Cross-posted from FiveThirtyEight
Last Friday, FiveThirtyEight talked with Derek Tisler, fellow with the Brennan Center for Justice’s Democracy Program, and coauthor of The Roadmap to the Official Count in an Unprecedented Election, which covers the measures election officials are taking against fraud and ensuring every vote is counted accurately. The conversation has been lightly edited.
Something we’re trying to help readers at FiveThirtyEight understand is what the expected vote might look like on election night — which states will have results, whether there will be a red or blue shift in the ballots reported, etc. But a key part of this is understanding what mechanisms are in place to help ensure a fair and accurate vote count.
We were hoping you could help walk readers through that broadly. How much of the voting counting process is the same state to state and how much of this varies? Additionally, what new challenges are posed by Covid-19?
The basic steps for counting votes are the same in every state and they’ve been the same for decades. Election officials: 1) verify voter eligibility (after receiving mail ballots or while checking in voters who cast their ballots in person); 2) count all the ballots and release unofficial totals to the public and the media; 3) double and triple check their math; and then 4) once they are sure they have all the votes counted, certify their final results.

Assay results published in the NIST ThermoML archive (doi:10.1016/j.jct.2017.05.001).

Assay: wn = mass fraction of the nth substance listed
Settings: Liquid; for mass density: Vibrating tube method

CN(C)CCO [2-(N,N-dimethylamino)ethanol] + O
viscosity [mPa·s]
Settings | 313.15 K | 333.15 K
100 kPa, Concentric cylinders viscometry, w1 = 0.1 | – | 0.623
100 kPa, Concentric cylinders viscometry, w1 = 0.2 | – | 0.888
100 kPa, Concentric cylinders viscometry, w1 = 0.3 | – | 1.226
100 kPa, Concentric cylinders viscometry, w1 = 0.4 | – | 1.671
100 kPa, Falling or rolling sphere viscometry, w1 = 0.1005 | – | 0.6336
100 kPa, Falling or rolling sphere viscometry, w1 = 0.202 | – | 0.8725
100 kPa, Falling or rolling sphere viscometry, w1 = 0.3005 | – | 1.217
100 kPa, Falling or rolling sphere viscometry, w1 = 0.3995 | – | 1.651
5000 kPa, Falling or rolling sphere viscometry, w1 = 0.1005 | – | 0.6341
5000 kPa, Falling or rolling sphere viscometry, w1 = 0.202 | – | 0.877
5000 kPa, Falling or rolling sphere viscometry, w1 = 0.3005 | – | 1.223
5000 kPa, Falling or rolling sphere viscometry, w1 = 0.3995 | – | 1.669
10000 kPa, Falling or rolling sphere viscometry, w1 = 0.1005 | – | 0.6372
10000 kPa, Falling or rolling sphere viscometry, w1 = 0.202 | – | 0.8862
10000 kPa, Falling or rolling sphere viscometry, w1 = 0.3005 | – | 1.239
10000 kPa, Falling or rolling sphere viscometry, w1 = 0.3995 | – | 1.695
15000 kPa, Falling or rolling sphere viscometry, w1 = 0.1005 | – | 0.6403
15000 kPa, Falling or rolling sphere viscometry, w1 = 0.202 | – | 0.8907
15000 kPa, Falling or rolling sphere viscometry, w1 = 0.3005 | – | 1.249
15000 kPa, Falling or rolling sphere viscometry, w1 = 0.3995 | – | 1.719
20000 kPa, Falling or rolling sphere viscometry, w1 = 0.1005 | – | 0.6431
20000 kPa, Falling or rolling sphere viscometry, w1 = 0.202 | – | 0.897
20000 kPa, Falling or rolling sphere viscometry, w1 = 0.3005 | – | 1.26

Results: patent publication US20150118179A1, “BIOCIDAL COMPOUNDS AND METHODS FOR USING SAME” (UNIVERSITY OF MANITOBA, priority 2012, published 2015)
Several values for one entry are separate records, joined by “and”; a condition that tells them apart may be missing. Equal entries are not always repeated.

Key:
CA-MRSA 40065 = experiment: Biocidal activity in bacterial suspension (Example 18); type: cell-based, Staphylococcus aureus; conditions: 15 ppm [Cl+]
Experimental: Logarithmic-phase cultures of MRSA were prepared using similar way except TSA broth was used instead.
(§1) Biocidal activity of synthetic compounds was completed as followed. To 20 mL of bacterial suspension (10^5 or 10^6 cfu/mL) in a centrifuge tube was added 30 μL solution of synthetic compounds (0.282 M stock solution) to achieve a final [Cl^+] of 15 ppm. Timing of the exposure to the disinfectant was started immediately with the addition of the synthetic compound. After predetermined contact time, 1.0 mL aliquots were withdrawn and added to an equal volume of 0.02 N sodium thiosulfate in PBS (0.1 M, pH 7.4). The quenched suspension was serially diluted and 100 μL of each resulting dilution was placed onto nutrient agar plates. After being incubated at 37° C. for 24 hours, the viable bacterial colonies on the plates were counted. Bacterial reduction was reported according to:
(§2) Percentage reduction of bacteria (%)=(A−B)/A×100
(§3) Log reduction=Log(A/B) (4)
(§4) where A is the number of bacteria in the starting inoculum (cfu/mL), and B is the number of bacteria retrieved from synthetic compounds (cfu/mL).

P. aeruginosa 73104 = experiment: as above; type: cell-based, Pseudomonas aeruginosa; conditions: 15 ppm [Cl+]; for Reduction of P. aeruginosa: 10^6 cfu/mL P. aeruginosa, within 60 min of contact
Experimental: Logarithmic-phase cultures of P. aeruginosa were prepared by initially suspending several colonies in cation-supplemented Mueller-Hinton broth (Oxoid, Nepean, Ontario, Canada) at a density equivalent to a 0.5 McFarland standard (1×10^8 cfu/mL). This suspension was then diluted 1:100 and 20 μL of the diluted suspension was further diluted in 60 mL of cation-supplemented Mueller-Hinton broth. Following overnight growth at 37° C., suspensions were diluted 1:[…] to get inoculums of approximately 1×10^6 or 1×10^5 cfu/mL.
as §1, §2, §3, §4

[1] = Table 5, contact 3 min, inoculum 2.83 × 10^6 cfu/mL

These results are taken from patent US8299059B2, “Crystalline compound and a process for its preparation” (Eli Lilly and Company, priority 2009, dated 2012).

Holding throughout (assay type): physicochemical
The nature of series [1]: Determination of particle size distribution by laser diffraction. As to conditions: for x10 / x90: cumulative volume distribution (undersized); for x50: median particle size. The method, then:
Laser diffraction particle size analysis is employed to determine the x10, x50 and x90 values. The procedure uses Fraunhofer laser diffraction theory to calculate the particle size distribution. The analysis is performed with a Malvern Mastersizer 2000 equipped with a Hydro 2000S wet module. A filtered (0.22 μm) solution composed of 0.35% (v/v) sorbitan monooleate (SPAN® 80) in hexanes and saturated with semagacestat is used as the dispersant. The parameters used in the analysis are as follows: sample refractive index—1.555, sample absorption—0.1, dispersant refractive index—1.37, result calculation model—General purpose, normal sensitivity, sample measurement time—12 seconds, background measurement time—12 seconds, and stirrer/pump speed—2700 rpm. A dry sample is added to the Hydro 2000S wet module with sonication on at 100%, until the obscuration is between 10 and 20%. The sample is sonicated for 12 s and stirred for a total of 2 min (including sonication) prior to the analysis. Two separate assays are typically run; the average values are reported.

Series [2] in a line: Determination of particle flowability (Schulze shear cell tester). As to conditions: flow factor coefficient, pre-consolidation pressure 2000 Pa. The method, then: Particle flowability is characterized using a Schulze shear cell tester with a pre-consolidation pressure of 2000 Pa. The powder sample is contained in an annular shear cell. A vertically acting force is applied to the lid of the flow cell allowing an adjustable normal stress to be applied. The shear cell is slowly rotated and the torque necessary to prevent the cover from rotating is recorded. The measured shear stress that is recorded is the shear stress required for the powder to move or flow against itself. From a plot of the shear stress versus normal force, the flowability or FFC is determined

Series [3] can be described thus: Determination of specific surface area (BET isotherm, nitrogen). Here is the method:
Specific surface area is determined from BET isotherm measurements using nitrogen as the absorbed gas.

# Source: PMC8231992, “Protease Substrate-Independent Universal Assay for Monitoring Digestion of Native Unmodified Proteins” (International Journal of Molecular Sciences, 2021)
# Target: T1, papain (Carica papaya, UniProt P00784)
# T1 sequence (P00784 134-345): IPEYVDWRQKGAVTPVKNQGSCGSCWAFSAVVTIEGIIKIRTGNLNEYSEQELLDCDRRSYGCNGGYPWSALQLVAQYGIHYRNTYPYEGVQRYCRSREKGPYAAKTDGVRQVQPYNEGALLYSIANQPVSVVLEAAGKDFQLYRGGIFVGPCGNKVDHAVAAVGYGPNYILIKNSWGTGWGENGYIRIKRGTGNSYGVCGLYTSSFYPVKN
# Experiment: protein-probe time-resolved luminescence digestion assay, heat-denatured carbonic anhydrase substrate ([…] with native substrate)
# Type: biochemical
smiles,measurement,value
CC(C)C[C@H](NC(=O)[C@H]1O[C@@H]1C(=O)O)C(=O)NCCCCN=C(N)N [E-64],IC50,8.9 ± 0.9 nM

Steps 3 and 4 always happen after election night, and usually after we know who won the presidency based on the media’s projections. Indeed, the official vote counting process in each state typically does not finish until two to five weeks after Election Day. And it will be no different this year. Election officials are confident that they will meet their certification deadlines.
What will be different this year is the timing in between the four steps. And this will vary considerably among states for two main reasons.
First, people choose to vote differently in each state, and the counting process looks different for each method of voting. When you vote in a polling place, the process of checking in voters and verifying eligibility is done before the voter casts their ballot. When you vote by mail, the process of checking in voters and verifying eligibility is done after the voter casts their ballot, but before the ballot is counted.